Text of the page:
Mark Brandi’s eagerly anticipated third novel The Others (Hachette 2021) is another genre-bending mix of crime, literary fiction and suspense. The story is told in the form of a diary written by 11-year-old Jacob, who lives with his father on the farm with the sheep, the goats, the failing crops and the drought-stricken dam. His father has given him the diary to record important things that happen and what they mean.

But Jacob only really knows what his father teaches him, or what he reads in the encyclopedia or the dictionary. The two are isolated from The Others, apparently because of some sort of dystopian near future that has left them to fend for themselves. In survivalist mode, hunting and killing their food, supplemented by the father’s occasional foray into the dangerous place where The Others live, and where Jacob is forbidden to go, the two are often hungry and lonely, and Jacob’s father is often angry or sad. His father has sworn to protect Jacob from the terrible things that lie beyond the hill … but Jacob learns that sometimes people close to home do terrible things too.

The strength of this novel is the spare, sparse, simple and distinct voice of young Jacob, who narrates in a similar style to Sofie Laguna’s child protagonists. He has little information about the world at large and even less insight into what he experiences. He trusts his father implicitly. But then, he knows no other life. The narrative gradually builds with a deliciously sinister sense of creeping dread, with the focus on the two main characters and an intensively intimate and interior viewpoint. The prose is very simple, as written in Jacob’s voice, and as such leaves much space for the reader to interpret what Jacob is seeing or hearing, but with our own adult experience. At times I found the dialogue and Jacob’s writings almost too simple and would perhaps have liked more – perhaps from the father’s perspective? But I can understand why Brandi has written in this style (in a similar way to his previous books) and it definitely carries the reader along once we are immersed in Jacob’s world. As the tension increases and the stakes become higher, the possibilities surrounding the actual situation (versus the situation we are at first presented with) become more obvious; the ending or resolution is a little predictable, in that it makes perfect sense, but it also manages to be a surprising and unusual twist. Brandi has subverted the norm and what we thought we were reading gradually morphs into something completely different. This makes us rethink everything that has gone before.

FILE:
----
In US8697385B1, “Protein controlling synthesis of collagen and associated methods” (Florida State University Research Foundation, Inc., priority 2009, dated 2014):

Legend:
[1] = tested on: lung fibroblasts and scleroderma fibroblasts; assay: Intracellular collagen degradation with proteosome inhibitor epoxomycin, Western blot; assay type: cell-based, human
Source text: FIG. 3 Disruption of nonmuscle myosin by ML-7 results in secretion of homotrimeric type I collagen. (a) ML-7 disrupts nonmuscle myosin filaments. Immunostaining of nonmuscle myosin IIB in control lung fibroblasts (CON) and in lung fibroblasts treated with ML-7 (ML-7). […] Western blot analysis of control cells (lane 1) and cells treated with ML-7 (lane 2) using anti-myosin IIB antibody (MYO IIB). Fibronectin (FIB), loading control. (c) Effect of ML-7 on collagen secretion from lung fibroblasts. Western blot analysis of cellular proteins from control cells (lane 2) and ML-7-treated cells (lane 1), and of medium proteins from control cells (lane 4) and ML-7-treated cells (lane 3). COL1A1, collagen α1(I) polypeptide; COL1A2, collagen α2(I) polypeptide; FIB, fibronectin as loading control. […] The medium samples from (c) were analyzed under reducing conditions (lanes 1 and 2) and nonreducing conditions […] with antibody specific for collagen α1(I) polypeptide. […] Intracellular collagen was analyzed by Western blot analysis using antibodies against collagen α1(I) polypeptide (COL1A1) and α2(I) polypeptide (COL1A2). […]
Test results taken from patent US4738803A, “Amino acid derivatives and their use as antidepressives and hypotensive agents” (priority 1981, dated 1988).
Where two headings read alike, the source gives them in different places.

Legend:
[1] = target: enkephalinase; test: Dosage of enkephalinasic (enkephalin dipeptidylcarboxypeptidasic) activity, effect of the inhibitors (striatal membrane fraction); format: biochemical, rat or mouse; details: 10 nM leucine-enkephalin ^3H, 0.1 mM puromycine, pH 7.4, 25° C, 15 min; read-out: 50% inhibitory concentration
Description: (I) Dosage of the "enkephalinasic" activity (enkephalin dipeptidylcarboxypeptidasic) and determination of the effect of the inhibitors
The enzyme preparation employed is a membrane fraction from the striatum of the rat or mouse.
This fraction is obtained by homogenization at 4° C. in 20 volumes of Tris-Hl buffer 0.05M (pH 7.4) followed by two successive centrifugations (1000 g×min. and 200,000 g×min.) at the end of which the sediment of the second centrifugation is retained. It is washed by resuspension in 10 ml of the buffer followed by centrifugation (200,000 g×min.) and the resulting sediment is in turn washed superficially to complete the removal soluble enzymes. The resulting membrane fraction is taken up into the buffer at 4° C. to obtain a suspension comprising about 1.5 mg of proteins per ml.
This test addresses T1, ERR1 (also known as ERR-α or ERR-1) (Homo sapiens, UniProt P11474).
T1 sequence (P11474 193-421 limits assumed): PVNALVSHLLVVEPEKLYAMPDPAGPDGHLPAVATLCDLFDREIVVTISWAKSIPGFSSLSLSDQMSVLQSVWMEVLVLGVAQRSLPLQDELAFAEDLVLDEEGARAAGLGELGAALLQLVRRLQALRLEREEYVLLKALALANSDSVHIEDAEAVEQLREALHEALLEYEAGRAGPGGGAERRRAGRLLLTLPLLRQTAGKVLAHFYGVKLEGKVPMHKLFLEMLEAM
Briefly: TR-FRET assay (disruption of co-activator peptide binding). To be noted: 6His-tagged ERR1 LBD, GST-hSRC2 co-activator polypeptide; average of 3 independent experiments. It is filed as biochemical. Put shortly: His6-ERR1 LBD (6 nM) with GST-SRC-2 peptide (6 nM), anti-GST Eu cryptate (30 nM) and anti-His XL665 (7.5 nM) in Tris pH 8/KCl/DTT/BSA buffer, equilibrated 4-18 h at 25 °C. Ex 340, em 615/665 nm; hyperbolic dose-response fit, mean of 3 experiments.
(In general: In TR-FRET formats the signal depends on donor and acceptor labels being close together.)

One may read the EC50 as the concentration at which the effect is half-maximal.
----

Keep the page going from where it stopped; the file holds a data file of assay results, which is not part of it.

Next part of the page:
There was some commotion about the foxes in the book, given that it is set in Tasmania, where apparently there are no foxes. But after a bit of googling, it seems it is unclear whether they were perhaps introduced as an exotic species at some point, and I suppose – in the end – this is a work of fiction, so if Brandi wants foxes in Tasmania then he can certainly write them into the story. That is what fiction is, after all.

The story is accompanied by Jacob’s hand-drawn figures; I’m not sure whether or not this added anything to the words.

The last section of the book, entitled ‘later’, bookends neatly with the prologue, and while I didn’t mind receiving this extra scene, I would have been quite happy for the story to have ended at the last chapter, leaving the rest to my imagination.

The evocative sense of particular place is very strong and well-written, and we can easily imagine Jacob and his father and the place they call home. Brandi writes in a very sensory manner, with the smells, sounds, tastes, sights and physical touches presented as sharp, bright, pungent, poignant and authentic.

Each of Brandi’s books have been not quite crime, certainly not procedural or traditional crime, but still in that genre, while also being literary. Crime readers will enjoy this slightly off-kilter representation while other readers who don’t normally read crime may also enjoy this narrative that weaves in sinister elements with Brandi’s signature themes of family, belonging, trust, betrayal, mental illness and the complex relationship dynamics between characters.